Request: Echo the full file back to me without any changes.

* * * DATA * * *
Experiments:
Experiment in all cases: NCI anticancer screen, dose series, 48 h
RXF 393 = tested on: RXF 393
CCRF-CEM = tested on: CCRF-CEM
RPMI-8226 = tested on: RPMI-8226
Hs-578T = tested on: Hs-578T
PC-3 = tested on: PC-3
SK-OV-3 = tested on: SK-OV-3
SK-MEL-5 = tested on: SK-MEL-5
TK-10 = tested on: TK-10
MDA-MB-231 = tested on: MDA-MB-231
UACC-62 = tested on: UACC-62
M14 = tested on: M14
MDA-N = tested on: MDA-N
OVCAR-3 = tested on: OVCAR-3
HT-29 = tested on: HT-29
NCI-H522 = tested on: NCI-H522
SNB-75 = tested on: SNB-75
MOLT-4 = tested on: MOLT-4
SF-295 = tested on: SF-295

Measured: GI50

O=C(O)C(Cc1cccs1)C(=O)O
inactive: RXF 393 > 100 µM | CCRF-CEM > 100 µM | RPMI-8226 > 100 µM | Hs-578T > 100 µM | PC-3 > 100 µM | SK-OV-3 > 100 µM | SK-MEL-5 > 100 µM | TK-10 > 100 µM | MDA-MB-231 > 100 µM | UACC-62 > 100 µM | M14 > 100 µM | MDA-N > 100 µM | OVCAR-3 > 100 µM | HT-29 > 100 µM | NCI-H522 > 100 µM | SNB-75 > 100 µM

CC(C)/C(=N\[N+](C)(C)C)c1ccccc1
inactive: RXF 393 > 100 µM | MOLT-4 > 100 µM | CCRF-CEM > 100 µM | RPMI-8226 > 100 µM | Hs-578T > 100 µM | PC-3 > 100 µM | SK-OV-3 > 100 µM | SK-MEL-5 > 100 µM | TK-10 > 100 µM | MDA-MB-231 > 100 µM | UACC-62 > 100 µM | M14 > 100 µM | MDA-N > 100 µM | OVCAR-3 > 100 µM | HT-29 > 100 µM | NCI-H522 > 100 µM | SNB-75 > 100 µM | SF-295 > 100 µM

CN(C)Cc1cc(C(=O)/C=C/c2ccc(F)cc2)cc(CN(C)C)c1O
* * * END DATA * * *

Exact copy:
Experiments:
Experiment in all cases: NCI anticancer screen, dose series, 48 h
RXF 393 = tested on: RXF 393
CCRF-CEM = tested on: CCRF-CEM
RPMI-8226 = tested on: RPMI-8226
Hs-578T = tested on: Hs-578T
PC-3 = tested on: PC-3
SK-OV-3 = tested on: SK-OV-3
SK-MEL-5 = tested on: SK-MEL-5
TK-10 = tested on: TK-10
MDA-MB-231 = tested on: MDA-MB-231
UACC-62 = tested on: UACC-62
M14 = tested on: M14
MDA-N = tested on: MDA-N
OVCAR-3 = tested on: OVCAR-3
HT-29 = tested on: HT-29
NCI-H522 = tested on: NCI-H522
SNB-75 = tested on: SNB-75
MOLT-4 = tested on: MOLT-4
SF-295 = tested on: SF-295

Measured: GI50

O=C(O)C(Cc1cccs1)C(=O)O
inactive: RXF 393 > 100 µM | CCRF-CEM > 100 µM | RPMI-8226 > 100 µM | Hs-578T > 100 µM | PC-3 > 100 µM | SK-OV-3 > 100 µM | SK-MEL-5 > 100 µM | TK-10 > 100 µM | MDA-MB-231 > 100 µM | UACC-62 > 100 µM | M14 > 100 µM | MDA-N > 100 µM | OVCAR-3 > 100 µM | HT-29 > 100 µM | NCI-H522 > 100 µM | SNB-75 > 100 µM

CC(C)/C(=N\[N+](C)(C)C)c1ccccc1
inactive: RXF 393 > 100 µM | MOLT-4 > 100 µM | CCRF-CEM > 100 µM | RPMI-8226 > 100 µM | Hs-578T > 100 µM | PC-3 > 100 µM | SK-OV-3 > 100 µM | SK-MEL-5 > 100 µM | TK-10 > 100 µM | MDA-MB-231 > 100 µM | UACC-62 > 100 µM | M14 > 100 µM | MDA-N > 100 µM | OVCAR-3 > 100 µM | HT-29 > 100 µM | NCI-H522 > 100 µM | SNB-75 > 100 µM | SF-295 > 100 µM

CN(C)Cc1cc(C(=O)/C=C/c2ccc(F)cc2)cc(CN(C)C)c1O